Al Sullivanís Journal
May 1, 1972
Garrick showed her how to play it.
Now she spends hours and hours strumming the chords over and over.
She just canít get the knack of the simple words and melody, but worse, canít hear how bad it sounds, thinking hers version is just like the recordís.
Pauly and Garrick have come, strummed out Neil Youngís Heart of Gold for her to play.
She just doesnít get it.
They are kind to her because she is my girlfriend and the mother of my kid.
But whatever talent necessary to sing and play, Louise doesnít have.
I canít even imagine what the landlord thinks, wondering what whacky radio station us crazy hippies have hooked into, pounding on the floor upstairs when it all gets to be too much.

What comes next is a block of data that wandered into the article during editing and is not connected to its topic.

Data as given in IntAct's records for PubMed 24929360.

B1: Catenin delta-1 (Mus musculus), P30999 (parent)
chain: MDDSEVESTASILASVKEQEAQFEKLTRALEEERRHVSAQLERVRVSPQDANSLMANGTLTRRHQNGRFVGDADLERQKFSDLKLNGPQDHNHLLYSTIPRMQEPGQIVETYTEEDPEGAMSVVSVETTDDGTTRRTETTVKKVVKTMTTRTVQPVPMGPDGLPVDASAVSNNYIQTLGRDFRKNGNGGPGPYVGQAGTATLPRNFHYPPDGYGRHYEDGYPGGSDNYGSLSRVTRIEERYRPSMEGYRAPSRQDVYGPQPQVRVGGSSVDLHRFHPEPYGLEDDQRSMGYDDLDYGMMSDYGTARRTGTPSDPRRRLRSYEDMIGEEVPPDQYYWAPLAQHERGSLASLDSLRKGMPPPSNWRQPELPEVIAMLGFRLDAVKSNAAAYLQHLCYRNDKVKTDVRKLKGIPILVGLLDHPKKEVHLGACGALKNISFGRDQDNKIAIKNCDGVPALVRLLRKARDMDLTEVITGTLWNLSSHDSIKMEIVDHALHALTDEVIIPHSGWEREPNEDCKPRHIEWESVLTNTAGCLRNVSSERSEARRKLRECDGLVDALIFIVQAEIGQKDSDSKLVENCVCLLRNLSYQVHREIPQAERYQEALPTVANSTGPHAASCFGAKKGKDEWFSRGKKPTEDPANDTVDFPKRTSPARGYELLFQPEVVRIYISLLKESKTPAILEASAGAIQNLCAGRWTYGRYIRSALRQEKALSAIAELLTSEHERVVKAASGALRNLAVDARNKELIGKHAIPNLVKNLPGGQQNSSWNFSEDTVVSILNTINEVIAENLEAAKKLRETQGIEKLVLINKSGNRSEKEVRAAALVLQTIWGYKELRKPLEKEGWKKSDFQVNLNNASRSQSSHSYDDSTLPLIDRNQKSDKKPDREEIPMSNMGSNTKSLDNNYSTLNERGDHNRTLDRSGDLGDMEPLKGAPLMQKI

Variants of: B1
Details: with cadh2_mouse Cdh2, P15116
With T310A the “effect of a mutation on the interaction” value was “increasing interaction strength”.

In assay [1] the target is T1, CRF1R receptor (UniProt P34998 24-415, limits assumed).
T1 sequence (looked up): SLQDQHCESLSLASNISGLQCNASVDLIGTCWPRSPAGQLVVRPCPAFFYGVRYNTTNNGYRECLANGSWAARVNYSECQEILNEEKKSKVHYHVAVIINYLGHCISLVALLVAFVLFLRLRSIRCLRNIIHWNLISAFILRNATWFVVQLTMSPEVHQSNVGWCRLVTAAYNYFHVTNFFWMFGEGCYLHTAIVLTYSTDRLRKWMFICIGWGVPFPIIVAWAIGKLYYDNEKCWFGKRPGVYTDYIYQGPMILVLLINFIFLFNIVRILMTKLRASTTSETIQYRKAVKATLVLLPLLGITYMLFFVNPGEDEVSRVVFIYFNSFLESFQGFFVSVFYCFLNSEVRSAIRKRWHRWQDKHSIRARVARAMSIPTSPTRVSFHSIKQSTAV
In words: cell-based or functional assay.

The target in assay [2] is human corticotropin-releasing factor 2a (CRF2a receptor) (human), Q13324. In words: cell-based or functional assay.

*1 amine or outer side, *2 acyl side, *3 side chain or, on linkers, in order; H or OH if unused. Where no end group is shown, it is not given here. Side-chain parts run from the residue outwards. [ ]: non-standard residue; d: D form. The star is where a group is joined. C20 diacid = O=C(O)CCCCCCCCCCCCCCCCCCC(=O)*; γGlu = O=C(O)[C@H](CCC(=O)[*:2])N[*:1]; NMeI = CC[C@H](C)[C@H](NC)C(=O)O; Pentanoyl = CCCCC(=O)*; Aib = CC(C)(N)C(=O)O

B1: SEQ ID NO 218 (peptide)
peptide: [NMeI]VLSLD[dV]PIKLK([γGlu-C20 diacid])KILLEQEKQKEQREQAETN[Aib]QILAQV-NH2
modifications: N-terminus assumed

Outside, street thugs and winos piss on the street, their empty booze bottles clattering against the pavement like an additional beat to Louiseís song.
Hank visits frequently, but is convinced that he will soon be mugged again the way he frequently was when he visited us in New York.
And still Louise plays on, as if singing the theme song of our lives, her tuneless tone echoing everything that is going wrong with us, the job, the lack of money, the feeling of being trapped in lives we never planned for.
Sometimes, I hide in the bathroom, itís no better there, her tune echoing in my head magnifying its torture.